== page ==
We know what this means to SAP in the Clouds, but what happens to the users on the ground?

SAP Takes It All to the Cloud


SAPVishal Sikka, of SAP’s executive board, was among those overseeing the rollout of a cloud-based product providing companies with fast computing and data retrieval.

SAP, the German software giant, is making one of the largest pushes into cloud computing yet seen from a large incumbent company. It may even be destroying its own business, in order to build for a new one.

SAP is famous for developing enterprise resource planning, or ERP, software. ERP is used to control complex manufacturing, run corporate functions like financials, or manage a company’s systems of supply. A few years ago SAP introduced HANA, a product that combines fast computing and data retrieval to better analyze how well a company is working. The product has been a big hit, and SAP has been proclaiming it the company’s future.

On Tuesday SAP said it would offer HANA as a cloud-based product, providing companies with access for the cost of a license. Prices were not disclosed. SAP has established a network of seven data centers around the globe to support the endeavor, a company official said, and will begin by deploying 30,000 computers for the network.

“We will do cloud-based ERP on a massive scale,” said Vishal Sikka, a member of SAP’s executive board and one of the people who oversaw the project. Of SAP’s regular product, he said, “At some point in the future, complex implementations should go away. All of our products are moving to HANA.”

SAP, along with companies that have agreed to test the product, already has 750 terabytes of data in the system, enough data to fill 750 million good-sized books. The company expects to have twice that amount in the system by the end of the year.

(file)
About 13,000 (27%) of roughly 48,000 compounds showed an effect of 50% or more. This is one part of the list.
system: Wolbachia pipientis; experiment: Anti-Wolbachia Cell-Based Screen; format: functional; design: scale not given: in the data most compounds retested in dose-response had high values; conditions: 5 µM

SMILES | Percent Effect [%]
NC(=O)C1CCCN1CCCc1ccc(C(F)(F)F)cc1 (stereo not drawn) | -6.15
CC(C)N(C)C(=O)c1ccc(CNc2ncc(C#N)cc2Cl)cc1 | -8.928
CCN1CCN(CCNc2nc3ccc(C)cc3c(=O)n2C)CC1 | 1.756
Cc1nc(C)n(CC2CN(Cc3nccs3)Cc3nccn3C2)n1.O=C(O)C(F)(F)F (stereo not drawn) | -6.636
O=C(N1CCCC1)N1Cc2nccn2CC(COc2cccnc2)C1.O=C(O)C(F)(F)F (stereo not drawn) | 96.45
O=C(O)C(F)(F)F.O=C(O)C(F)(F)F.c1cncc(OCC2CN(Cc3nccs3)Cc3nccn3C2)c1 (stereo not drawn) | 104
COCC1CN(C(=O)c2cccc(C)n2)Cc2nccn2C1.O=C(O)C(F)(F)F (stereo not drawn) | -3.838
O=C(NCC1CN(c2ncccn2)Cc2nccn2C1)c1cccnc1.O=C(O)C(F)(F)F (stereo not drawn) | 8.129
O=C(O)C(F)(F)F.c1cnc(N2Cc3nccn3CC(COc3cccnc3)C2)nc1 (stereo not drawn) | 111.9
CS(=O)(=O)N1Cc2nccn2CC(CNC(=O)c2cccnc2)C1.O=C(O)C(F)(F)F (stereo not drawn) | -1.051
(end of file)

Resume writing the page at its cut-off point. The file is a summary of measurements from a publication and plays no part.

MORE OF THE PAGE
That probably is not all that much data, compared with the amount SAP touches the old-fashioned way, with conventional computer servers inside companies, but it is a decent start. As SAP builds the trust of big customers with its cloud, Mr. Sikka said, SAP will become a giant.

“We have single customers running projects that are bigger than the entire Salesforce.com cloud,” he said.

SAP has already been running both cloud and software as a service, or SAAS, projects, thanks to its acquisition of two companies, Ariba andSuccessFactors. With HANA in the cloud, however, SAP is moving much more into offering insight online, either directly to its customers, or as a service to end-users.

Mr. Sikka said SAP served some 220 utilities globally, who reach about 2.5 billion customers. The utilities could let the customers use HANA to model how much they were spending, and finding ways to cut their bills. “We realized we could do that for them with 2,000 servers,” he said.

Other uses of the data analysis tool might include real-time understanding of online customers, financial risk analysis or rapid insight into geologic information for energy companies, he said.

If SAP follows through on a fast build out to cloud computing, it could create some tension with Amazon Web Services, currently an SAP partner. AWS has recently made it clear that it wants to host a lot more corporate computing in its giant cloud.

And, as usual over the last couple of decades, the move will be viewed in terms of competition with Oracle, which is operating its own cloud services, but also offers a lot of servers and software for customers to buy and use inside their companies.